Makuc had flipped his vote. A letter from Noe’s attorney demanding reinstatement had arrived Oct. 6. Coburn, the former board member, tried to persuade Makuc to reinstate her, according to an email.

The Oct. 6 meeting is the subject of a new Open Meeting Law complaint against Weisz by Weingold, who says the board chair violated the law intentionally as a way to assist Noe.

John Weingold, Monterey (copy)

Monterey Select Board member John Weingold at annual town meeting in May. 

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Weisz denies this, saying that the reason he did not place this item on the agenda is that he received the attorney’s letter one minute before he opened the session. He also denies that he had any role in packing the meeting with Noe’s supporters.

Mounting pressure

An email chain leading up to the July 21 incident between Noe and Walker and copied to Select Board members indicates a growing power struggle related to changes Noe wanted at Town Hall, an insulting comment by Noe and Noe’s takeover of a $1 million road grant proposal in May that Walker had in progress, according to the documents.

The state rejected the grant, and Walker, who says she has won more than $1 million in grants for the town, says Noe undermined her ability to finish it. This prompted Walker to resign from the grant work. Noe’s new duties as administrator include all grant-writing except environmental grants, Weisz explained.

Noe and Weisz say the transition around grant writing could have been handled more gracefully to avoid “hurt feelings.”

“The [Select] Board could have done a better job of communicating with everybody what was expected so that it wouldn’t have come to this,” Noe said.

Noe also said that Walker was ready to drop her complaints against her, as Weisz said he tried to mediate. But, Walker then felt intimidated and filed a complaint against him.

“I cannot enter the Town Hall without fear of being harassed, intimidated, yelled at and bullied,” Walker wrote.

Tryon also denies the way he was characterized in Walker’s complaint, and said it was fair to say that the incident was a buildup from ongoing strife at Town Hall.

monterey town hall

At a special Town Meeting at 1 p.m. Saturday, Monterey residents will be asked whether to pay $10,000 for an investigator to sift through a heap of complaints, most of them filed by town leaders against each other. This is a view of Monterey Town Hall. 

“I didn’t do anything wrong,” said Tryon, who also is the town’s Fire Chief. He said he tendered his resignation as highway director last month, effective Nov. 12, but not because of the complaint against him.

“I resigned because of the politics of the Select Board,” he said. “They weren’t dealing with problems.”

He, too, blames Weingold, who he says “throws gas on every fire,” and says new member Makuc is being swayed against Noe, and that they single her out for scrutiny.

“This is an orchestrated attack [on Noe], and there are a lot of people who are being taken out as collateral damage,” Tryon said, adding that he has worked well with Noe during his seven years as highway chief.

‘Grave concern’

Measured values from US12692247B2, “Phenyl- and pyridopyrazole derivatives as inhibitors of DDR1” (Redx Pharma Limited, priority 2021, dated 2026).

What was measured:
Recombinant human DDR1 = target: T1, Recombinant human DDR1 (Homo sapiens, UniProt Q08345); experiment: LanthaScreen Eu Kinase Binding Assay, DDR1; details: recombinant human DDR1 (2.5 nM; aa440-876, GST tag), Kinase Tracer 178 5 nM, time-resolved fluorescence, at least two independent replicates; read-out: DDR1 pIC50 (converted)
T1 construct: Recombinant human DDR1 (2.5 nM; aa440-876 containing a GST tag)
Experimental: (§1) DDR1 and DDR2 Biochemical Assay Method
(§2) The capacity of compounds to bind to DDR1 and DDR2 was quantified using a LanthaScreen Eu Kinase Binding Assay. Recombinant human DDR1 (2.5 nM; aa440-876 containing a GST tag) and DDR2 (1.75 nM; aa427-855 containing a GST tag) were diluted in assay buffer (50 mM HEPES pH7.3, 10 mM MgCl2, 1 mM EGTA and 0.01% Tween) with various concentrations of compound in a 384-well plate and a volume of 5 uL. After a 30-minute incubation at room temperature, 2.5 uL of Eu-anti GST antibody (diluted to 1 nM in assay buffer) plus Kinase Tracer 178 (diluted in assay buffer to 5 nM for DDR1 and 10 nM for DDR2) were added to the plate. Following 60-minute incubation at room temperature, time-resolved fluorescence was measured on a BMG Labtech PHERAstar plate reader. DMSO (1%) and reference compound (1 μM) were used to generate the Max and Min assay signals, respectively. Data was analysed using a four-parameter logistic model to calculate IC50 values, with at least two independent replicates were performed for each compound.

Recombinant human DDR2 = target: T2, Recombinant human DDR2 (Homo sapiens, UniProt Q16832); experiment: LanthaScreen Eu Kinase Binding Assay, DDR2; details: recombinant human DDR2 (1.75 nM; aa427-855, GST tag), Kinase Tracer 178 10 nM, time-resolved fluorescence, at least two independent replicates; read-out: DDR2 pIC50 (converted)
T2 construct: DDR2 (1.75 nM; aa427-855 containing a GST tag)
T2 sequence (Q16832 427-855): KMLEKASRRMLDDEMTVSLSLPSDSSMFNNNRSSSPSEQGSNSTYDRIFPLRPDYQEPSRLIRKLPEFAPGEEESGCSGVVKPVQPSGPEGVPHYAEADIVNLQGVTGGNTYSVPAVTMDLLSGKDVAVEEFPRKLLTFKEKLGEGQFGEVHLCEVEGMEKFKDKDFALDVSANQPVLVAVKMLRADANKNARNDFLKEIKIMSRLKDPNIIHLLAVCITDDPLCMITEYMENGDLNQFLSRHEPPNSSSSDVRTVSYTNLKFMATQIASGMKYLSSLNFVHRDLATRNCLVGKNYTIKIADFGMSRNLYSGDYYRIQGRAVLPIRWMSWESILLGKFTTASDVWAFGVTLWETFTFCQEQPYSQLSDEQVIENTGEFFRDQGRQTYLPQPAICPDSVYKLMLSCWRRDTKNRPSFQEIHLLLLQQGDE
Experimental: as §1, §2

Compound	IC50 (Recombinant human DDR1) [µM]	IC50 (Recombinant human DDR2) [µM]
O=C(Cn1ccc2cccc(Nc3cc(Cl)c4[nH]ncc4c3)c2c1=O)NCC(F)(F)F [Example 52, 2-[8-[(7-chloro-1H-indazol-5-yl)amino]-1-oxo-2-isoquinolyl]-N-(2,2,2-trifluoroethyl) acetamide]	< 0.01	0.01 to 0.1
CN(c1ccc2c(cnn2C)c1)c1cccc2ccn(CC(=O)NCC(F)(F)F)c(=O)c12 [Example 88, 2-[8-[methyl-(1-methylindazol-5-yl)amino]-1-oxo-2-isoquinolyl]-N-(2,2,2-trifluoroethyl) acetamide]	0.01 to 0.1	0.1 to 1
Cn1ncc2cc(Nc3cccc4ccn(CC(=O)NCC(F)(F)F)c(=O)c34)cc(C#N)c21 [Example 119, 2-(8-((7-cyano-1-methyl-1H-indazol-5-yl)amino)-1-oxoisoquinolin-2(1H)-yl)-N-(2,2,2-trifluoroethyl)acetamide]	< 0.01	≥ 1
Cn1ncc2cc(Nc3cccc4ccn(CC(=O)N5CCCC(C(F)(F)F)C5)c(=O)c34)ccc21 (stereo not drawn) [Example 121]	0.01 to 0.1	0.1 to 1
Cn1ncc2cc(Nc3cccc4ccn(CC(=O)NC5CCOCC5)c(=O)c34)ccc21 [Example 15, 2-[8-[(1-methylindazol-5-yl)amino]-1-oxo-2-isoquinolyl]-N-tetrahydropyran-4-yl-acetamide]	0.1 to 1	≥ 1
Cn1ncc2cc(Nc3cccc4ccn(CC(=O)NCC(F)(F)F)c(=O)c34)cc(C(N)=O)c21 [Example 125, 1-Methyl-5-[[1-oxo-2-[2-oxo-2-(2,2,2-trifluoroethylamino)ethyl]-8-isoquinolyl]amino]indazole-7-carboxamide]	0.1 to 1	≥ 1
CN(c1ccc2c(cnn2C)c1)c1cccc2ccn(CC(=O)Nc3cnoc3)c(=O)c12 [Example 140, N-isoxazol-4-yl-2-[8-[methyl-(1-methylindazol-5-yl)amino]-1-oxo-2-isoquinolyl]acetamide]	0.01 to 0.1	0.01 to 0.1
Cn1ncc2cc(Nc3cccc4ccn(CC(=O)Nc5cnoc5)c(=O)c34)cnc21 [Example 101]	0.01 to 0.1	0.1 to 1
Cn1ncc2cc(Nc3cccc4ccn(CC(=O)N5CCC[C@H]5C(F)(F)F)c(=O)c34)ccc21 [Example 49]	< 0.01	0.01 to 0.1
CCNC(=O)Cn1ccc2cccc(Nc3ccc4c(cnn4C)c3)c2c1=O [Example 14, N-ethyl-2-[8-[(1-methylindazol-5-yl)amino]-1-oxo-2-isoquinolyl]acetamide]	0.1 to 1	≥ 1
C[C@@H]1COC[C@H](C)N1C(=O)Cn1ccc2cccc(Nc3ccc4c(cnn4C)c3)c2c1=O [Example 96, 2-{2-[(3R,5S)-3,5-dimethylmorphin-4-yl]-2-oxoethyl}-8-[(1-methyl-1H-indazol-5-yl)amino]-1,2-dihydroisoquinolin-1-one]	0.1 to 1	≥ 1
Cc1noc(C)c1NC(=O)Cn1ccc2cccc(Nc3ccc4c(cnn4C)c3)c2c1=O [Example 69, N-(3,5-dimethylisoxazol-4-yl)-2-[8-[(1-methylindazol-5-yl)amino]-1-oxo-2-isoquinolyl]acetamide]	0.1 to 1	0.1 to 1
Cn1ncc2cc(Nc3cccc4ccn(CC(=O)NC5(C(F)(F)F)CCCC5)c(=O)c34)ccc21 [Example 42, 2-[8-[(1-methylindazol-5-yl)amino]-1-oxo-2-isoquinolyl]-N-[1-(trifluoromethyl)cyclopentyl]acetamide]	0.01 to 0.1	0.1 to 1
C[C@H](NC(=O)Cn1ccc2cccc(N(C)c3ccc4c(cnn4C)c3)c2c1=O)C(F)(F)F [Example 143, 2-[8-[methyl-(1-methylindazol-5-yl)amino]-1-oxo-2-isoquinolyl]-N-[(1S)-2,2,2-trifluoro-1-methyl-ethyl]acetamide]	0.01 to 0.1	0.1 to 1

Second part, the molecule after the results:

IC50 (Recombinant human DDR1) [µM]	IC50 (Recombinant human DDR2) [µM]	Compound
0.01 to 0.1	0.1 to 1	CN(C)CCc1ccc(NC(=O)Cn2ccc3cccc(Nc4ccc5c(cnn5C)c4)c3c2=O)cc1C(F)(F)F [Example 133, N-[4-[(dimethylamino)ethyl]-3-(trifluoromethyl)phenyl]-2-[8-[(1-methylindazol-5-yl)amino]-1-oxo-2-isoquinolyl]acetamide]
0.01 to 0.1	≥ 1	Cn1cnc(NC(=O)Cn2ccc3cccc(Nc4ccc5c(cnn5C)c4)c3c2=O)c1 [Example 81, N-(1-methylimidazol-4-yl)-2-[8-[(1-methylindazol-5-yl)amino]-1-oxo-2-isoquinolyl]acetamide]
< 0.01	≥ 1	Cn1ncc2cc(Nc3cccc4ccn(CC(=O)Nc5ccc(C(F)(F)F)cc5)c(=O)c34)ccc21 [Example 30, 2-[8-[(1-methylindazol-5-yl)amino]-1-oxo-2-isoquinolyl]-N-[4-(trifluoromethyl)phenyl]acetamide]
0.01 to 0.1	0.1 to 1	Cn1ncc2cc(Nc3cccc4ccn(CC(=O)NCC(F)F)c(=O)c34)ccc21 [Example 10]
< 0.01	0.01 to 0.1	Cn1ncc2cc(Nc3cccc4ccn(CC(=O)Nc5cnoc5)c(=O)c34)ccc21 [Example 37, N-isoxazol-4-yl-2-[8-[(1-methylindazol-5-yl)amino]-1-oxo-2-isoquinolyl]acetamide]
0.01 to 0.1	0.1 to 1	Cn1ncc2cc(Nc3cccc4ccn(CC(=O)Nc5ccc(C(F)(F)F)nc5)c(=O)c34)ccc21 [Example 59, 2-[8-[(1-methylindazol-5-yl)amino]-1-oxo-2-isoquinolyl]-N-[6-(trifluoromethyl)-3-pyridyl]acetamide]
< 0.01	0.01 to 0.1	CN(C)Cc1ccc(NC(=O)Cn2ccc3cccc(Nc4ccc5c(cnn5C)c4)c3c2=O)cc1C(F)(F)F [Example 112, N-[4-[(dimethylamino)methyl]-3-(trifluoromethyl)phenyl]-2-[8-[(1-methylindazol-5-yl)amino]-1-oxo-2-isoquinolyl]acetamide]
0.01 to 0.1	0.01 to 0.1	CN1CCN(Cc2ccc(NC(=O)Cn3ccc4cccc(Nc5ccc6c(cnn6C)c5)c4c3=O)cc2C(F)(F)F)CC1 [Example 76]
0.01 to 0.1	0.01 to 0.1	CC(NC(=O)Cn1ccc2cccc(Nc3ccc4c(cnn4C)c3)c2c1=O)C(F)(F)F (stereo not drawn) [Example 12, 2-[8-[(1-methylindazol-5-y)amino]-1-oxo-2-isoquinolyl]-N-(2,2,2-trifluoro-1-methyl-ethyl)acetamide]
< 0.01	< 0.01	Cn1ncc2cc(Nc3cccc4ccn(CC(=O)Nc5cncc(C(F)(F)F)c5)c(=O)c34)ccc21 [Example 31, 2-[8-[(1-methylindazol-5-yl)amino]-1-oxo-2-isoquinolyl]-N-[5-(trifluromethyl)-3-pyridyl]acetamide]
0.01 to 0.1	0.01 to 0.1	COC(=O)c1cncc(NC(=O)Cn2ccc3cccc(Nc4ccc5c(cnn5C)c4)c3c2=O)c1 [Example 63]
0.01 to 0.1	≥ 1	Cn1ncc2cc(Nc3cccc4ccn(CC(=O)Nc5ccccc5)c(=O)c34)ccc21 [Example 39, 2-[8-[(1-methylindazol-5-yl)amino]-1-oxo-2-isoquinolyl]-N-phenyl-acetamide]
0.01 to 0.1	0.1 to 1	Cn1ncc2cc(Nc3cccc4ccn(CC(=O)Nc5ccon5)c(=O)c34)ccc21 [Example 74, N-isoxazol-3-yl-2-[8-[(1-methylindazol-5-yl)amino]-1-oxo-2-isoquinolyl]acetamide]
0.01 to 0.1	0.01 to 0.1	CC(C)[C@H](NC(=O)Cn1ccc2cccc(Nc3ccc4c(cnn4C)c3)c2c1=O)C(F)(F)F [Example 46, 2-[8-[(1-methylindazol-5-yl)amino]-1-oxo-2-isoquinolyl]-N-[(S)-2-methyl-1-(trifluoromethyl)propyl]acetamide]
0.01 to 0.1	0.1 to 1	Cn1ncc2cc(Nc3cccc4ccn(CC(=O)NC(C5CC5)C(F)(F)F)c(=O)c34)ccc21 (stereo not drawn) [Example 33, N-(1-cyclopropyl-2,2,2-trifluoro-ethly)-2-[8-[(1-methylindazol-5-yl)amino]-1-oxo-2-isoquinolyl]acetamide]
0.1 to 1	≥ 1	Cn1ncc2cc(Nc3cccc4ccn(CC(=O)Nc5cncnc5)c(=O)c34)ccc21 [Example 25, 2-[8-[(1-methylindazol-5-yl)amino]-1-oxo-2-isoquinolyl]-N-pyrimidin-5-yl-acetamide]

“What’s going on here is very much akin to the Salem witch trials,” Coburn said, referring to what he thinks is persecution of Noe. He, too, pointed the finger at Weingold, and said he has tried to “help Justin [Makuc] understand this.”

Weisz says this crisis is a distraction and money drain that will hurt the town. Makuc believes that an investigation is crucial, according to his complaints, which accuse Noe of using her position to “involve herself in the investigation of her own misconduct.”

His claims include that she delayed the posting of an agenda, and has not recused herself of taking board minutes for discussions related to the accusations. He said he has witnessed a pattern by Noe that “causes me grave concern.”

“If he feels there’s a conflict of interest, then he should report it to the [state] Ethics Commission,” Noe said, adding that Makuc and Weingold are preventing her from doing certain aspects of her job. Noe blames Weingold.

“He’s been on a crusade to get rid of me,” she said, noting that he often leaves meetings early, and hasn’t “worked side by side” with her at Town Hall.

Weingold, a lawyer, says it’s the opposite — that Noe and others want to get rid of him for insisting on lawful and ethical practice. He admits to leaving meetings out of frustration.

“I can’t handle the illegality,” he said. He has filed two other Open Meeting Law complaints this year with the state, and the state agreed that two board members improperly deliberated about an issue by email. He cites meddling by Coburn and other residents and alleged malfeasance by Noe.

Noe and others blame the current storm on Weingold’s arrival on the board last year. But, tussles with Noe, who also is the town’s public records access officer, date to at least 2007. Four previous town clerks said in 2016 that Noe prompted their resignations, and wrote about it in The Monterey News that year.

The town has had six town clerks since 2009. The Select Board, after approval by voters in 2017, changed the town clerk position from elected to appointed. This would place supervision of the town clerk under the board and Noe.

Noe denies that she is responsible for the clerks leaving.

Saturday’s special Town Meeting starts at 1 p.m. in the Monterey Pavilion.

Heather Bellow can be reached at hbellow@berkshireeagle.com or 413-329-6871.